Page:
“Twenty Feet from Stardom”: Documentary Places Backup Singers Front and Center

By Titus Falodun Staff Writer | 7/12/2013, 5:21 p.m.
Behind soft lips and infectious smiles, backup singers hide their unheralded voices and unforgettable stories.
Darlene Love, backup singing trailblazer, shines on screen in the refreshingly nostalgic music documentary "Twenty Feet from Stardom," which is playing now at local theaters in Atlanta. (Photo by RADiUS-TWC).

Love displays the insatiable fire that burns within the soul of those who the spotlight overshadows.

Interspersed sad stories and timeless tunes make “Twenty Feet from Stardom” a refreshing breath of nostalgia for any music or film lover.

The film was a novel idea of former A&M Records president and the film’s producer Gil Friesen. He tirelessly searched to find someone who could make his vision real.

Friesen finally told Neville the idea. And Neville found it very interesting. But there was still one pressing question.

“What’s the story, I said’” Neville recalled.

Friesen responded to Neville, saying, “I have no idea. That’s your job.”

On the first day of filming, Neville would find his answer.

“We interviewed Darlene Love on our first day,” Neville said. “And after we did that interview, I turned to Gil and said, ‘We can always do a Darlene Love documentary.’ We just kept having moments like that.”

Fifty-plus interviews, two years and countless music licensing acquisitions later, “Twenty Feet from Stardom” came to fruition.

“It was because of Gil and his belief of the project that powered us through,” Neville said about his late friend and dear colleague.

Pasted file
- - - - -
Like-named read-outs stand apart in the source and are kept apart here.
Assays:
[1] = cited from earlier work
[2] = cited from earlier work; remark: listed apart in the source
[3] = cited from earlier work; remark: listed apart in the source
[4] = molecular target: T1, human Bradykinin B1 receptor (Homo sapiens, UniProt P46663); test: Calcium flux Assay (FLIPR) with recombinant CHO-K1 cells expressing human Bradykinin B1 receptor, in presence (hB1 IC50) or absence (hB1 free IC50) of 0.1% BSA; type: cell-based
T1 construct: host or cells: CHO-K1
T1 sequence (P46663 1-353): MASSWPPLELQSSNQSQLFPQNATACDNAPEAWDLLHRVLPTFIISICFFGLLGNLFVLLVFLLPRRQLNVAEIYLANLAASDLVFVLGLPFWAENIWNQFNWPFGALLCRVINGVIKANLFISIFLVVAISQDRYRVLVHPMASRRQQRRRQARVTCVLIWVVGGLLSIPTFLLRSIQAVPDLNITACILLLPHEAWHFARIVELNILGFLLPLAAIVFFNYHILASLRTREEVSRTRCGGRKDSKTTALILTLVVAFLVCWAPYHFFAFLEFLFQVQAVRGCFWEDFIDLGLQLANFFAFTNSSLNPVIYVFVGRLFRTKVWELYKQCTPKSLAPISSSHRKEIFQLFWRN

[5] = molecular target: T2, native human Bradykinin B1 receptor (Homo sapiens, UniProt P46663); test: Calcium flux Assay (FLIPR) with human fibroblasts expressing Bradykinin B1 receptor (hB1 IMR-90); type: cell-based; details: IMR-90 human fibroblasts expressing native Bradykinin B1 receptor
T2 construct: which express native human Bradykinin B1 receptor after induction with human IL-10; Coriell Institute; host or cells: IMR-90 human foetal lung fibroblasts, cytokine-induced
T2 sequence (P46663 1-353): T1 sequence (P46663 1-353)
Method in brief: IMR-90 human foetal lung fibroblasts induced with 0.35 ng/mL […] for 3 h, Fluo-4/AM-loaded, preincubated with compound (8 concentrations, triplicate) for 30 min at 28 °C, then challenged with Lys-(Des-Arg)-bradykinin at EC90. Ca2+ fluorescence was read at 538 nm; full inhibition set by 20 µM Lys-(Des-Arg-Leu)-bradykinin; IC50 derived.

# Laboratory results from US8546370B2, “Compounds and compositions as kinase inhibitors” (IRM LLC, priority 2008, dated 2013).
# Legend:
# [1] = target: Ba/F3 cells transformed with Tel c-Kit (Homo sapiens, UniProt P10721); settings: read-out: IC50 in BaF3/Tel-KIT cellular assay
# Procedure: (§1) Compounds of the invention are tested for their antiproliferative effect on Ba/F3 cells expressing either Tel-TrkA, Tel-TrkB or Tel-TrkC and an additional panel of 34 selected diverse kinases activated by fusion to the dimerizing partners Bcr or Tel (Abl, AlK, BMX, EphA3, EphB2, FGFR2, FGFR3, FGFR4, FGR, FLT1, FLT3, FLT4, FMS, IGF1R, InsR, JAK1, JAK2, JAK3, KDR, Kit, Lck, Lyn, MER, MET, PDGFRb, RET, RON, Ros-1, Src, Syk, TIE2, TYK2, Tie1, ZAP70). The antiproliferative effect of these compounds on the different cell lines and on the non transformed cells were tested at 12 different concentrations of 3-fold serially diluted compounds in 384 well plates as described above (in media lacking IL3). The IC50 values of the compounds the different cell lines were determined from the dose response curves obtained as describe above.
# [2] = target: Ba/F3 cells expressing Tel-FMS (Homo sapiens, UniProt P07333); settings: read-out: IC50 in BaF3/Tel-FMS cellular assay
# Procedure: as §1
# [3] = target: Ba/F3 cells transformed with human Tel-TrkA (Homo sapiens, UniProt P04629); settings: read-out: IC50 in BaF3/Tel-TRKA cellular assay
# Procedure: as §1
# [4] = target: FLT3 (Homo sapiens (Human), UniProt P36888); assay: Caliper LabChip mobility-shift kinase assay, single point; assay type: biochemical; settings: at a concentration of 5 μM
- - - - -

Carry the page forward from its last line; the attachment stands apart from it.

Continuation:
During the project, Friesen was battling cancer. But even in his last days, he had high hopes for the film.

Friesen saw the film’s final cut prior to passing away last year on December 12.

“The film was one never-ending sense of joy and pride to him,” Neville said. “He told me, with his black sense of humor, ‘Everybody with cancer should have a documentary that they’re working on, because it’s such a wonderful distraction.’”

According to Neville, “Twenty Feet from Stardom” is not about the history of backup singing; it is not an anthology. From singing backup for the late icon Michael Jackson, to voicing “Lion King” and “Avatar” soundscapes, it’s a narrative about people, who take pride in their work.

“Music documentaries, I think of them as a Trojan Horse,” Neville said. “People know or like the music. And they go in thinking they’re going to get a story about the music, but through that you can bring in a whole lot of different stories: race, gender, Civil Rights.

The music opens the door.”

Most of us are not stars and we all face similar ups and downs like backup singers. We understand their experiences more than we understand those of a rock star. And in a way, “Twenty Feet from Stardom” teaches us how to live contently with our roles in life.

Despite critical acclaim and award season buzz, Neville’s greatest hope is rather selfless but in tune with the women in the film.

“I hope the women in the film can tour together,” Neville said. “I think that would be a really amazing concert. There’s no substitute for true talent, as much as we try to pretend there is in our culture. It’s something organic.”

“Twenty Feet from Stardom” is playing now at local theaters in Atlanta.

Go here to see the trailer, www.TwentyFeetFromStardom.com.